Bank of America is Creating a Digital Financial Coach to Chase the ‘Holy Grail’ of Banking
Bank of America wants to pull off an unlikely transformation: from megabank to trusted financial coach for its 66 million customers. For years, the second biggest U.S. lender has steadily released new digital capabilities, from updated banking apps to electronic payments and a virtual assistant named Erica. Now, it’s preparing to unveil something that ties together these innovations. It’s called Life Plan, and its Bank of America’s bet at securing decades’ worth of loyalty from its customers. The product, due for release in the fall, is a digital portal that helps users work toward goals like buying a home or saving for retirement. Story by Hugh Son for CNBC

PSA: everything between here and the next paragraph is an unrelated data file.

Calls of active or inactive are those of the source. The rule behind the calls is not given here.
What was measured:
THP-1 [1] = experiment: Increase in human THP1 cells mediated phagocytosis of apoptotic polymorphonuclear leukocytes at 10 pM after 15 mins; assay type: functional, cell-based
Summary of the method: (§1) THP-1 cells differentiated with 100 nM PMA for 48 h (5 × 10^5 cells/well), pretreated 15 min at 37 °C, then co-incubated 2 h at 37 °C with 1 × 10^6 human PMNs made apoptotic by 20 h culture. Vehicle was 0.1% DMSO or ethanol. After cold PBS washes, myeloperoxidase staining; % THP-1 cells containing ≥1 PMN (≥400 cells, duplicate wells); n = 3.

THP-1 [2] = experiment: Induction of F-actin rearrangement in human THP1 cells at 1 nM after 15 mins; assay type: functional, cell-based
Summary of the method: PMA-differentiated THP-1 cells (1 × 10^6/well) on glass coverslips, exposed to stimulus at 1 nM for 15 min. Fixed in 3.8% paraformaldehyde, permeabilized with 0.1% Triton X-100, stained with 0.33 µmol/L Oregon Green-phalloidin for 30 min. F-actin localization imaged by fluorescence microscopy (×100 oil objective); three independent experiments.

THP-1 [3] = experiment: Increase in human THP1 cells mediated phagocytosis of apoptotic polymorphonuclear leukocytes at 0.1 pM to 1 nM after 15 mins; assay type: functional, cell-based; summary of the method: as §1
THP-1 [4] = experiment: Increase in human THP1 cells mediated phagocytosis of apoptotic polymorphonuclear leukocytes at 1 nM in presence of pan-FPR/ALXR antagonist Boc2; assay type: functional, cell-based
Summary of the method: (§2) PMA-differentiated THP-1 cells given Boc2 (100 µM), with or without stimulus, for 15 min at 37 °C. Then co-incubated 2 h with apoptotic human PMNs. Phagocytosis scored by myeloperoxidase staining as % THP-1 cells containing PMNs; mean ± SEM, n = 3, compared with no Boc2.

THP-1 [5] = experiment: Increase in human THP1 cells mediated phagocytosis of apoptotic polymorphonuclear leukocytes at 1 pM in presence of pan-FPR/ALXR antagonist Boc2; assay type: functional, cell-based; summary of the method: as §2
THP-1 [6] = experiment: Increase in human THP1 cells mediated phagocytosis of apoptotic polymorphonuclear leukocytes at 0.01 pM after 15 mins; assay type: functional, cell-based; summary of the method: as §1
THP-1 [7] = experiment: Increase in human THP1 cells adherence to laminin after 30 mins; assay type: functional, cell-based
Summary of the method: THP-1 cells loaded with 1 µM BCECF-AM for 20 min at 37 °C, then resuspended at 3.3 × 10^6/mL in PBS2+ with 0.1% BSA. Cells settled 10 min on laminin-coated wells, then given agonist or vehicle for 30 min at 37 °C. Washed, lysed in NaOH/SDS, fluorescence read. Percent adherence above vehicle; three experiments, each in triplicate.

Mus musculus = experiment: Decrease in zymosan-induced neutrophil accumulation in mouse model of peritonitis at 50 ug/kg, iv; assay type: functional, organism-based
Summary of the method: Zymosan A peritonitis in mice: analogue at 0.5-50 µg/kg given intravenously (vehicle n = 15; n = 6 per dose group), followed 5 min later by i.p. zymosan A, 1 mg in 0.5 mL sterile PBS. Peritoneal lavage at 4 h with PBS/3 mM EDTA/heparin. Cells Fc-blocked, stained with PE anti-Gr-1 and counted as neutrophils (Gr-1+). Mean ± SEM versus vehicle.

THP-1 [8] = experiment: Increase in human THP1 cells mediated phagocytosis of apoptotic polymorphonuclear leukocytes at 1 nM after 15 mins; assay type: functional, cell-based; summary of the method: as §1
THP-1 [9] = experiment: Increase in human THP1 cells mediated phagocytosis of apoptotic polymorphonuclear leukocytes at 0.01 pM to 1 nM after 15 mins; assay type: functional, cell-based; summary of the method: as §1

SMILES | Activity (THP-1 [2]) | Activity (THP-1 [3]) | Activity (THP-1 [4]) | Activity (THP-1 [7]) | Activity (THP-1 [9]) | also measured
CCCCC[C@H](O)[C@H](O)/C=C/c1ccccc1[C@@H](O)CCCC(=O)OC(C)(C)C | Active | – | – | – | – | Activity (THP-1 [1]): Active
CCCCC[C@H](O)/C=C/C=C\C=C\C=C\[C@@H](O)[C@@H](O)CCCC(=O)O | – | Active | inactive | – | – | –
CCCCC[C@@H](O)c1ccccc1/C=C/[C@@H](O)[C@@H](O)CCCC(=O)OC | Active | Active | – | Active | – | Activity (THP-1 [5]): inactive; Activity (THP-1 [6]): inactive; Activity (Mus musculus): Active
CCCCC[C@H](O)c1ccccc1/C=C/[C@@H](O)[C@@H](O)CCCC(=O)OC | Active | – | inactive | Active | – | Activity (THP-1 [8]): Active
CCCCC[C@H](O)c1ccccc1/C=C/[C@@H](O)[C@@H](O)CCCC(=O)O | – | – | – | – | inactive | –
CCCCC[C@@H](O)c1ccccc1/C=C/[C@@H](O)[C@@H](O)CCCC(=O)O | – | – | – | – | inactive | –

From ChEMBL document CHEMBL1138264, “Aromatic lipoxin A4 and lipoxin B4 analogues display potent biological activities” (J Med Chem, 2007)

Prepaid Phone Cards Just Got Bank-Level Protection
A sweeping new rule is finally giving prepaid phone cards the same user benefits and protections as, say, bank debit cards. The amount loaded there is now given the same treatment against fraud, unauthorized charges or errors as, say, debit cards linked to checking accounts. It’s part of a new Consumer Financial Protection Bureau requirement to issuers of prepaid cards and peer-to-peer payment services such as Venmo, PayPal, Google Pay, and even Facebook Messenger’s payment options. The amount loaded on prepaid cards is projected to hit $428 billion in 2021, and now users of such financial instruments will have more clarity about fraud protection and fee structures, such as ATM withdrawals or cash deposits. Story by Daniel Petrov for Phone Arena